July 03, 2009

Notes about PS printing performance

Recently an iMac user asked about ways to speed up large scan & print jobs in Photoshop:

In your opinion, would a Mac Pro significantly accelerate the processing [while printing]? Is the printing engine in Photoshop multiprocessor aware?

I put the question to Photoshop printing engineer Dave Polaschek, and here’s his reply:

While Photoshop’s printing code isn’t multi-threaded & is mostly disk-bound*, another core may be used by the OS for color management if you’re printing in “Printer Manages Color” mode. More cores won’t hurt.
That said, the disk (or better, disks) in a Mac Pro are significantly faster than the disk in an iMac, which will help since every printed job is spooled to disk. Plus you can put more RAM in a Mac Pro, which will help in preparing the image for printing.
As with most things in Photoshop, the two biggest gains you can get in speed are:
1 – Put in as much RAM as you can afford and the machine can hold. When friends are buying new Macs, I tell them they should have an absolute minimum of 1G of RAM per core, and 2G per core will still be a noticeable improvement over that. For running Photoshop with big images, I’ve found some operations which run over 10x faster since I moved from 4GB to 8GB of RAM in my quad-core Mac Pro just because it keeps all the images and intermediate data in memory.
2 – Put in the fastest disk (or RAID array – four 500GB disks in a RAID array are cheaper and faster than a 2TB disk, and the default controller in my Mac Pro could do RAID with no new hardware) you can afford after you’re done buying RAM. When we do have to read or save a file, or spool something to disk, that fast disk will mean less time spent looking at progress bars.

[Question via Colin Smith]
* In other words, the speed of printing depends on how quickly data can be moved to/from your hard drive.

Posted by John Nack at 7:34 AM on July 03, 2009

Comments

  • Davide Barranca — 8:22 AM on July 03, 2009

    Hi,
    just because you introduced the subject, could you please finally clarify whether the 32.767 pixel / 2GB limit (“the document **may** not be printed correctly” is a rough translation in english from my italian warning popup) when printing is a Photoshop, OSX or Epson (or whatever printer) driver issue?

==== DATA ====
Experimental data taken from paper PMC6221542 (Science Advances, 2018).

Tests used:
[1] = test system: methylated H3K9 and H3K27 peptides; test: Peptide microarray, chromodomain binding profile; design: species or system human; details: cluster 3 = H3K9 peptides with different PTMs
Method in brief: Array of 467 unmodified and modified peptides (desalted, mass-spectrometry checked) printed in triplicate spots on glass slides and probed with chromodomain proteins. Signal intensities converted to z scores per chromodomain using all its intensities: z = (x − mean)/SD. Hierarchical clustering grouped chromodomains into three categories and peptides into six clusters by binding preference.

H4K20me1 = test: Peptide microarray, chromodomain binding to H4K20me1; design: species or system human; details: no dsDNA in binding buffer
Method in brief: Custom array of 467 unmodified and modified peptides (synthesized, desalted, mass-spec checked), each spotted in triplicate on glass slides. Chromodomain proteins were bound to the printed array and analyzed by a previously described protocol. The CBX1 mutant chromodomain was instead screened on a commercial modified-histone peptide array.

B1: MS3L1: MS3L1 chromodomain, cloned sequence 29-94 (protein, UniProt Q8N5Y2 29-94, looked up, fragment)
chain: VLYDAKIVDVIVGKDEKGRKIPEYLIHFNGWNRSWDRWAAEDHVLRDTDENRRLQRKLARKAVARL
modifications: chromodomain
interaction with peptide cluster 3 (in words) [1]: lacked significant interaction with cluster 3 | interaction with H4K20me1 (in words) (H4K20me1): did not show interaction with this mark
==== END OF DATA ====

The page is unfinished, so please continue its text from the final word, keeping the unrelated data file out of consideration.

This seems to be a foggy subject – in forums you read a wide range of suggestions – the problem arises also with smaller files, PS elaborates the data but the printer does nothing), from “lower the PS RAM usage to 20%” (it works sometimes) to “stop being a cheapskate and buy a decent RIP”, with explanations like “PS sends to the driver a huge amount of data and the driver simply chokes”.
    Nowadays is not impossible to have a 1,5 x 3 meters picture @300dpi, stitching many digital back shots (by chance this is what I’m asked to do, sometimes), so I’m wondering whether crossing fingers and hope to not have white stripes in the middle of your print could be avoided, and possibly to know how ;-)
    Thanks in advance and kind regards,
    Davide Barranca

  • Edison Thomaz — 9:03 AM on July 03, 2009

    I’ve been trying to ping someone at Adobe regarding accessibility support in Photoshop/Illustrator CS4, but none of the blogs seem to include a ‘contact me’ link. So sorry about being off-topic here.
    I’ve found that Photoshop/Illustrator CS4 don’t let me obtain the document title when the mouse is over the document, using the Accessibility API on Mac OS X. This was possible before.
    Is there anyone I can contact about this issue? It would be really helpful to get more info. Our software relies on it. Thanks.

  • Doug Nelson — 10:36 AM on July 03, 2009

    Is there a maximum RAM? That is, is there a point beyond which there will be no discernable advantage? Limiting this to Photoshop, since I believe other suite apps could use more RAM than PS.

  • Ken — 10:54 AM on July 03, 2009

    Jack,
    Thanks for this post….This is the information that really is a help aid.
    Enjoy the 4th….
    Kind regards to you and your soon to be child. If you are like me (I am sure you are not), when we had our first child, I would hold up my wife as she feed ours son and washed the dishes…..
    Ken in KY

  • Peter Steeper — 3:53 PM on July 03, 2009

    Prior to CS4 you could pick the type of spool file to send to the RIP, ASCII, binary or JPEG. These choices had a significant impact on the size of the spool file being sent to a PS RIP and therefore the time to print.
    I haven’t been able to find these options in CS4.

  • Dave Polaschek — 6:57 AM on July 06, 2009

    Davide, the fuzziness on the wording about the limit is due to the fact that depending on the version of the OS and various drivers, the limits are different.
    If there were a simple solution, we’d publish it, but there isn’t one yet.

  • Dave Polaschek — 7:00 AM on July 06, 2009

    Peter, with CS4, we ask PostScript printer drivers about the printer / communication channel’s capabilities and send the data in the best possible encoding supported.

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